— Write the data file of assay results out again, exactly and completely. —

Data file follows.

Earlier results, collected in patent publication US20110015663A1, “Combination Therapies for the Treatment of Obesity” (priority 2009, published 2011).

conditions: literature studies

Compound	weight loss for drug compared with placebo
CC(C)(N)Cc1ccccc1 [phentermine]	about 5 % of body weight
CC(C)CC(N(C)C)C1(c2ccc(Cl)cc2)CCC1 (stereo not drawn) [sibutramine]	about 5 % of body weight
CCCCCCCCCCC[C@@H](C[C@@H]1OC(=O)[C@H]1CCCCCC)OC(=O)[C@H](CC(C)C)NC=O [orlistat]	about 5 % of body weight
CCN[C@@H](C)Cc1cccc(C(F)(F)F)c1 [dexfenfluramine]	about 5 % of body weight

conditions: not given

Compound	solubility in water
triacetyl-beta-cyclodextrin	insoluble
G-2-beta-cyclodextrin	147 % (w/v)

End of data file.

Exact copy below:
Earlier results, collected in patent publication US20110015663A1, “Combination Therapies for the Treatment of Obesity” (priority 2009, published 2011).

conditions: literature studies

Compound	weight loss for drug compared with placebo
CC(C)(N)Cc1ccccc1 [phentermine]	about 5 % of body weight
CC(C)CC(N(C)C)C1(c2ccc(Cl)cc2)CCC1 (stereo not drawn) [sibutramine]	about 5 % of body weight
CCCCCCCCCCC[C@@H](C[C@@H]1OC(=O)[C@H]1CCCCCC)OC(=O)[C@H](CC(C)C)NC=O [orlistat]	about 5 % of body weight
CCN[C@@H](C)Cc1cccc(C(F)(F)F)c1 [dexfenfluramine]	about 5 % of body weight

conditions: not given

Compound	solubility in water
triacetyl-beta-cyclodextrin	insoluble
G-2-beta-cyclodextrin	147 % (w/v)